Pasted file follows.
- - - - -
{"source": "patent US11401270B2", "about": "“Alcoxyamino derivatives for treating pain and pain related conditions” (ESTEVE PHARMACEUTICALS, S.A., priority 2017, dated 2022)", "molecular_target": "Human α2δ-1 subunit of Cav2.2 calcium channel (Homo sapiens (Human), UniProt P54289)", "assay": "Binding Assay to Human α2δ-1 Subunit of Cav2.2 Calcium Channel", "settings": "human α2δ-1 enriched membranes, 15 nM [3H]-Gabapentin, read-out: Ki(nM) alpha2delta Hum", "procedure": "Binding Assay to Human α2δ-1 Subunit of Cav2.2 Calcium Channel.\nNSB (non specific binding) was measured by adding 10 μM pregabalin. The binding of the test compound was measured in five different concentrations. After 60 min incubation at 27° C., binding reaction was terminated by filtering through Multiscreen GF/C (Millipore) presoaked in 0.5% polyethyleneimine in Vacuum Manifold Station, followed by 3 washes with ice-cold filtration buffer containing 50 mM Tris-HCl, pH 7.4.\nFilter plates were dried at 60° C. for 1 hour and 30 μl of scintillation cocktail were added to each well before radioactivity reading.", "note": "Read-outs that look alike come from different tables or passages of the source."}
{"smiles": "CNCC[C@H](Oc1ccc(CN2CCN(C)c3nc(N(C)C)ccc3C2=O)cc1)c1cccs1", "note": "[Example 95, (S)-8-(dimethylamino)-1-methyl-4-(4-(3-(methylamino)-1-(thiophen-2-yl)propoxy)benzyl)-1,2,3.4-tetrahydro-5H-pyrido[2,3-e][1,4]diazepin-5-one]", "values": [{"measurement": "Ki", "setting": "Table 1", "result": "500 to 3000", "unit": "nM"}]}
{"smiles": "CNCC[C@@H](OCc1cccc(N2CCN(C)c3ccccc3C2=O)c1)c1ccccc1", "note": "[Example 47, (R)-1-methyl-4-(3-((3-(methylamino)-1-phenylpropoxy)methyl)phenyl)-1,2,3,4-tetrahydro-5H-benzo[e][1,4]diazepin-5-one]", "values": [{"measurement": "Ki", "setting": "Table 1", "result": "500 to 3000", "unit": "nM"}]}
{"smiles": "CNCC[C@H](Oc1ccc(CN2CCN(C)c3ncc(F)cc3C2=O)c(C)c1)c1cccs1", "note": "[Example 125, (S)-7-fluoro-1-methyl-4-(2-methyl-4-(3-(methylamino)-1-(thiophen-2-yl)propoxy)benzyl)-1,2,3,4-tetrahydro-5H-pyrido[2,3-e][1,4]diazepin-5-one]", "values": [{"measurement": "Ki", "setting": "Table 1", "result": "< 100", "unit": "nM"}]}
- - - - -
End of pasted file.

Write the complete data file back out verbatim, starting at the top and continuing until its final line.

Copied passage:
{"source": "patent US11401270B2", "about": "“Alcoxyamino derivatives for treating pain and pain related conditions” (ESTEVE PHARMACEUTICALS, S.A., priority 2017, dated 2022)", "molecular_target": "Human α2δ-1 subunit of Cav2.2 calcium channel (Homo sapiens (Human), UniProt P54289)", "assay": "Binding Assay to Human α2δ-1 Subunit of Cav2.2 Calcium Channel", "settings": "human α2δ-1 enriched membranes, 15 nM [3H]-Gabapentin, read-out: Ki(nM) alpha2delta Hum", "procedure": "Binding Assay to Human α2δ-1 Subunit of Cav2.2 Calcium Channel.\nNSB (non specific binding) was measured by adding 10 μM pregabalin. The binding of the test compound was measured in five different concentrations. After 60 min incubation at 27° C., binding reaction was terminated by filtering through Multiscreen GF/C (Millipore) presoaked in 0.5% polyethyleneimine in Vacuum Manifold Station, followed by 3 washes with ice-cold filtration buffer containing 50 mM Tris-HCl, pH 7.4.\nFilter plates were dried at 60° C. for 1 hour and 30 μl of scintillation cocktail were added to each well before radioactivity reading.", "note": "Read-outs that look alike come from different tables or passages of the source."}
{"smiles": "CNCC[C@H](Oc1ccc(CN2CCN(C)c3nc(N(C)C)ccc3C2=O)cc1)c1cccs1", "note": "[Example 95, (S)-8-(dimethylamino)-1-methyl-4-(4-(3-(methylamino)-1-(thiophen-2-yl)propoxy)benzyl)-1,2,3.4-tetrahydro-5H-pyrido[2,3-e][1,4]diazepin-5-one]", "values": [{"measurement": "Ki", "setting": "Table 1", "result": "500 to 3000", "unit": "nM"}]}
{"smiles": "CNCC[C@@H](OCc1cccc(N2CCN(C)c3ccccc3C2=O)c1)c1ccccc1", "note": "[Example 47, (R)-1-methyl-4-(3-((3-(methylamino)-1-phenylpropoxy)methyl)phenyl)-1,2,3,4-tetrahydro-5H-benzo[e][1,4]diazepin-5-one]", "values": [{"measurement": "Ki", "setting": "Table 1", "result": "500 to 3000", "unit": "nM"}]}
{"smiles": "CNCC[C@H](Oc1ccc(CN2CCN(C)c3ncc(F)cc3C2=O)c(C)c1)c1cccs1", "note": "[Example 125, (S)-7-fluoro-1-methyl-4-(2-methyl-4-(3-(methylamino)-1-(thiophen-2-yl)propoxy)benzyl)-1,2,3,4-tetrahydro-5H-pyrido[2,3-e][1,4]diazepin-5-one]", "values": [{"measurement": "Ki", "setting": "Table 1", "result": "< 100", "unit": "nM"}]}